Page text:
Lawyers make closing arguments in airman's murder trial at Ellsworth AFB

James T. Cunningham


By ARIELLE ZIONTS | Rapid City Journal, S.D. | Published: February 17, 2021

RAPID CITY, S.D. (Tribune News Service) — Lawyers focused on the defendant's character, his police interview and testimony from doctors during closing arguments Tuesday of the Ellsworth Air Force Base trial against an airman accused of murdering his infant son.

James Cunningham lied multiple times before confessing to punching Zachariah and medical evidence shows the infant died from being shaken and hit multiple times, a prosecutor said.

This case involved "too many injuries and too many stories," said Lt. Col. Dayne Horne. "Innocent people do not tell lies to make themselves sound innocent."

Cunningham didn't hit Zachariah, he made the "mistake of his life" by setting him on the kitchen counter and medical evidence shows his injuries could have been caused by the fall, countered defense lawyer Major Carlos Cueto Diaz.

"People sometimes confess to crimes they didn't commit" and there was an "emotional roller coaster that led up to this so-called confession, questionable confession," Diaz said.

Cunningham, a 26-year-old from Rapid City, is charged with murdering his six-month-old son on March 3, 2020. Zachariah died nine days later once he was taken off life support after being declared brain dead from a traumatic brain injury.

The jury comprised of eight male airmen will begin deliberating after four days of testimony from Zachariah's mother Caitlynn Merhoff, law enforcement, Cunningham's co-workers and medical experts, including some who treated Zachariah.

Jurors listened to the 911 call, viewed body camera footage from officers responding to the house and hospital, and watched the video of Cunningham's interview with Rapid City police officers. Cunningham did not testify.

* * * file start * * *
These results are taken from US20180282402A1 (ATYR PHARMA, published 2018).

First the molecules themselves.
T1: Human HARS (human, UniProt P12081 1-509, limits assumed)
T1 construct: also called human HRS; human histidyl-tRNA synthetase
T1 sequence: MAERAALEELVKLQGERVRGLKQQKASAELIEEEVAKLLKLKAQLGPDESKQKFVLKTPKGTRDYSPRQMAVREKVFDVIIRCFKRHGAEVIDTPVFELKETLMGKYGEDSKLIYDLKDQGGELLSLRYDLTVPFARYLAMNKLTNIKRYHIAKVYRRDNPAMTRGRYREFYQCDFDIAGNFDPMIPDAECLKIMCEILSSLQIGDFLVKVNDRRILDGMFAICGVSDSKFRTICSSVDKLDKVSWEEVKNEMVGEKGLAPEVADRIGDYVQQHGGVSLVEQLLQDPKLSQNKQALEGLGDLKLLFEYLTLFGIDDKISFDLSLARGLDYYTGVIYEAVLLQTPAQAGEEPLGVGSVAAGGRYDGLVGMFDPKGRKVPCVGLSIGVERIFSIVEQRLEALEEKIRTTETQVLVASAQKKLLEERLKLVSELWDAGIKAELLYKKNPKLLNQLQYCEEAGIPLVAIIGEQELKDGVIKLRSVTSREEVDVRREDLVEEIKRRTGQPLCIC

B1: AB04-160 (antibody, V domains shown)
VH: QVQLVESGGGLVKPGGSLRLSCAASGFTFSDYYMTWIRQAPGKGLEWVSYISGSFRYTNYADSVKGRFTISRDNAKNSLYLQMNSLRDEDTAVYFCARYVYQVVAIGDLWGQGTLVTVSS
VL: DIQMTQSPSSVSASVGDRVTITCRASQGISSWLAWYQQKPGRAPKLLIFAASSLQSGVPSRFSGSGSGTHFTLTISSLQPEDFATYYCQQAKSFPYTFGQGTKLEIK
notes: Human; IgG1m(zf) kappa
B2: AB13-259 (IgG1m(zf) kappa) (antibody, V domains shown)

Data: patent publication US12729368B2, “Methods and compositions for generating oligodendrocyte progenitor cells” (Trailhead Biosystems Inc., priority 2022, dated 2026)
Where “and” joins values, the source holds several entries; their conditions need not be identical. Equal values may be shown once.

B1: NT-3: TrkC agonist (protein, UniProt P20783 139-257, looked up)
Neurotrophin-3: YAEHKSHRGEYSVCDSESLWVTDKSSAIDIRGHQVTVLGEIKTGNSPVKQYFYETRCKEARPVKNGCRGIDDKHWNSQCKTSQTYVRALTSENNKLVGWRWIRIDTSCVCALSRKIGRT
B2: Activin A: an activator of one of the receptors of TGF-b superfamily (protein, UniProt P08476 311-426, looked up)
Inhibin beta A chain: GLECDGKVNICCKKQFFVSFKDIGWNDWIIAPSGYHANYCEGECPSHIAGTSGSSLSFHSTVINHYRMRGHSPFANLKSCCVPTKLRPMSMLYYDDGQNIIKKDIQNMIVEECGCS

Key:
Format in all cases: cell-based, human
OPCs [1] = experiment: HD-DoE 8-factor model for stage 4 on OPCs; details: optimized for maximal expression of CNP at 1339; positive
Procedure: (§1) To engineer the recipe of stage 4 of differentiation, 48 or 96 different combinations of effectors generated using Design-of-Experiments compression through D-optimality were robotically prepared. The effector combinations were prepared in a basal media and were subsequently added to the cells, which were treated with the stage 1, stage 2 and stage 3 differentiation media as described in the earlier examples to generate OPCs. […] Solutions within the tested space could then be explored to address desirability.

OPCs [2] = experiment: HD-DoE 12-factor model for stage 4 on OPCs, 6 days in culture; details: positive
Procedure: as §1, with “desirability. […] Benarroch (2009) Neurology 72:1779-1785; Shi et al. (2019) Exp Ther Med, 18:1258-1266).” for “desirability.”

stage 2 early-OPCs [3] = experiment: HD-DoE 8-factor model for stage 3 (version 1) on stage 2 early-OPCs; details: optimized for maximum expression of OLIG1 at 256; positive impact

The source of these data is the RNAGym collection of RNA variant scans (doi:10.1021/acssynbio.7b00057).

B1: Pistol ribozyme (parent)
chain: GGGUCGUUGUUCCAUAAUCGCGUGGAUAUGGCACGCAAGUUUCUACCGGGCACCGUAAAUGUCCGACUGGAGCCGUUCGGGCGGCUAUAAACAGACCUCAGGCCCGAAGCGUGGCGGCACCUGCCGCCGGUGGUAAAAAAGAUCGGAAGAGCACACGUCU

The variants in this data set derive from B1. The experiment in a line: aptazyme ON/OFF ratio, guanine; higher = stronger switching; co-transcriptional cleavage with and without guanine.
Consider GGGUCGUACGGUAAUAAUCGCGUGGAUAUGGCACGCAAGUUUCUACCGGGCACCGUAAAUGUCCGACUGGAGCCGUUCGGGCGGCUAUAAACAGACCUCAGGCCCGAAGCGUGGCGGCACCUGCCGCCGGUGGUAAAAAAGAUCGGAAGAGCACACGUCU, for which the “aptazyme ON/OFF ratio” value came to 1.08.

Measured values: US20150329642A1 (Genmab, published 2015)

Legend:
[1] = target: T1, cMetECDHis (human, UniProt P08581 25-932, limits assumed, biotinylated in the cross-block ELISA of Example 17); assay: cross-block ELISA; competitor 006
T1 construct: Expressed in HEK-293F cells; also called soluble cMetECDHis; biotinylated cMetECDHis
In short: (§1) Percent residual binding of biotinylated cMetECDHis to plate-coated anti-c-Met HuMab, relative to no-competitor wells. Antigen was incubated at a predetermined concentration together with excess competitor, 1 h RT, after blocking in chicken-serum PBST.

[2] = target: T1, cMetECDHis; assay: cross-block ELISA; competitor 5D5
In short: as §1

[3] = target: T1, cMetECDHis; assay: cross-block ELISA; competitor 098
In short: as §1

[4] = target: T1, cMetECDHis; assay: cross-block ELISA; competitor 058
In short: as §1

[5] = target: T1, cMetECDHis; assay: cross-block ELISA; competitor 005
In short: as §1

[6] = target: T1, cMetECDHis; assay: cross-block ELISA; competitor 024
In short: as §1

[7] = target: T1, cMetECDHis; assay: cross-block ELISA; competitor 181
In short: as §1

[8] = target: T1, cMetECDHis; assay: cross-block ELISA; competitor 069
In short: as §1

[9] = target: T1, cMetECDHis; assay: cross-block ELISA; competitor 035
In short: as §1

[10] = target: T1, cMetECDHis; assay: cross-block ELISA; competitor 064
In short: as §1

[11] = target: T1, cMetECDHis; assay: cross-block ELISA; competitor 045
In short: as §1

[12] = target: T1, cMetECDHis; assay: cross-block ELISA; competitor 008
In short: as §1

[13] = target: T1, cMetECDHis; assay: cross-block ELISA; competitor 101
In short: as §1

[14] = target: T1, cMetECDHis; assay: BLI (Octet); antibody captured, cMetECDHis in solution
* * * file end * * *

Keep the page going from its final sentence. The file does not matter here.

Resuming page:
Cunningham will be convicted if three-fourths of the jury believe he committed murder by acting in a way that is "inherently dangerous to another" while knowing his actions would result in death or great bodily harm. This contrasts to the unanimous verdicts required in civilian courts.

If convicted, the airman faces a maximum punishment of life in prison without parole.

Cunningham's downstairs roommate testified that she heard "more than one" loud thud on March 3, 2020, before he came downstairs asking her to call 911 since Zachariah was unresponsive, Horne said.

Cunningham began lying when he told the roommate that he didn't know why Zachariah was hurt, Horne said. Cunningham told responding officers that the infant hit his head while playing in his jumper but then went back to not knowing anything when he met Merhoff, his ex-fiancée, at the hospital.

The airman told detectives that he's extremely careful to protect Zachariah's head when carrying him through doors or near walls so why would he place his infant — who can only sit up for a few seconds before falling — on the kitchen counter, Horne asked. If this was the true story why didn't Cunningham admit it so doctors could better treat his son's life threatening injures?

The detectives who interviewed Cunningham weren't coercive, Horne said. They asked open-ended questions, allowed for silences, didn't feed Cunningham ideas and reminded him multiple times that he was free to leave since he wasn't being detained.

Cunningham was the one who introduced the idea of him punching his son, not the detectives, he added.